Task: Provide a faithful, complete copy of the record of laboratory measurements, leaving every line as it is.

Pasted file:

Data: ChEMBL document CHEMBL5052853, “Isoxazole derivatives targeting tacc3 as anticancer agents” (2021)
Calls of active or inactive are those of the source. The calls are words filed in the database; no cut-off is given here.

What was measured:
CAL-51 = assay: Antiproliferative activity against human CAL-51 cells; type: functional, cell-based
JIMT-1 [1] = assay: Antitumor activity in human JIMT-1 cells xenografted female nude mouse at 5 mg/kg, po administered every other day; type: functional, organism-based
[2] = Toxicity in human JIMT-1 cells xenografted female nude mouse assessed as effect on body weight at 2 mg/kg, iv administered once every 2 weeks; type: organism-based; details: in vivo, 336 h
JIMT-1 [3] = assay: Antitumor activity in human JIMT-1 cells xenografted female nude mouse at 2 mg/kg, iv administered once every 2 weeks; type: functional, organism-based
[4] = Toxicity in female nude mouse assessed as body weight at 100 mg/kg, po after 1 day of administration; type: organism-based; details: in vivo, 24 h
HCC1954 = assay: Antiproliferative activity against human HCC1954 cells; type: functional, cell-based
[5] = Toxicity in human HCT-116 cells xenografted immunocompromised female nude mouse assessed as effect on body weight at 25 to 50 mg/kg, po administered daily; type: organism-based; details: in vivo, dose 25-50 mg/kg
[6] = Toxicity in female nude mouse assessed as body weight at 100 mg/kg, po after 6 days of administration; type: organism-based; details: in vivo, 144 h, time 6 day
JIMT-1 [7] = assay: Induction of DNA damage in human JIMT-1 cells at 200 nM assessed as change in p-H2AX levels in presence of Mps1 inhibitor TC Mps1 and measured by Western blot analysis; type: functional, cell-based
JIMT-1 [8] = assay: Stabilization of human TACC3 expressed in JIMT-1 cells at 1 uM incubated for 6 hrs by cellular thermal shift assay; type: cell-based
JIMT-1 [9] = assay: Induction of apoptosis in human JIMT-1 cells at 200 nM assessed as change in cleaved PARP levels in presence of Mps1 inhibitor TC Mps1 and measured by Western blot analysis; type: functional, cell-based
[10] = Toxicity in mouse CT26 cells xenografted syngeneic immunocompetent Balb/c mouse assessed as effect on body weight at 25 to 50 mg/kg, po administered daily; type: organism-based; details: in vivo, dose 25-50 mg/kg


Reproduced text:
Data: ChEMBL document CHEMBL5052853, “Isoxazole derivatives targeting tacc3 as anticancer agents” (2021)
Calls of active or inactive are those of the source. The calls are words filed in the database; no cut-off is given here.

What was measured:
CAL-51 = assay: Antiproliferative activity against human CAL-51 cells; type: functional, cell-based
JIMT-1 [1] = assay: Antitumor activity in human JIMT-1 cells xenografted female nude mouse at 5 mg/kg, po administered every other day; type: functional, organism-based
[2] = Toxicity in human JIMT-1 cells xenografted female nude mouse assessed as effect on body weight at 2 mg/kg, iv administered once every 2 weeks; type: organism-based; details: in vivo, 336 h
JIMT-1 [3] = assay: Antitumor activity in human JIMT-1 cells xenografted female nude mouse at 2 mg/kg, iv administered once every 2 weeks; type: functional, organism-based
[4] = Toxicity in female nude mouse assessed as body weight at 100 mg/kg, po after 1 day of administration; type: organism-based; details: in vivo, 24 h
HCC1954 = assay: Antiproliferative activity against human HCC1954 cells; type: functional, cell-based
[5] = Toxicity in human HCT-116 cells xenografted immunocompromised female nude mouse assessed as effect on body weight at 25 to 50 mg/kg, po administered daily; type: organism-based; details: in vivo, dose 25-50 mg/kg
[6] = Toxicity in female nude mouse assessed as body weight at 100 mg/kg, po after 6 days of administration; type: organism-based; details: in vivo, 144 h, time 6 day
JIMT-1 [7] = assay: Induction of DNA damage in human JIMT-1 cells at 200 nM assessed as change in p-H2AX levels in presence of Mps1 inhibitor TC Mps1 and measured by Western blot analysis; type: functional, cell-based
JIMT-1 [8] = assay: Stabilization of human TACC3 expressed in JIMT-1 cells at 1 uM incubated for 6 hrs by cellular thermal shift assay; type: cell-based
JIMT-1 [9] = assay: Induction of apoptosis in human JIMT-1 cells at 200 nM assessed as change in cleaved PARP levels in presence of Mps1 inhibitor TC Mps1 and measured by Western blot analysis; type: functional, cell-based
[10] = Toxicity in mouse CT26 cells xenografted syngeneic immunocompetent Balb/c mouse assessed as effect on body weight at 25 to 50 mg/kg, po administered daily; type: organism-based; details: in vivo, dose 25-50 mg/kg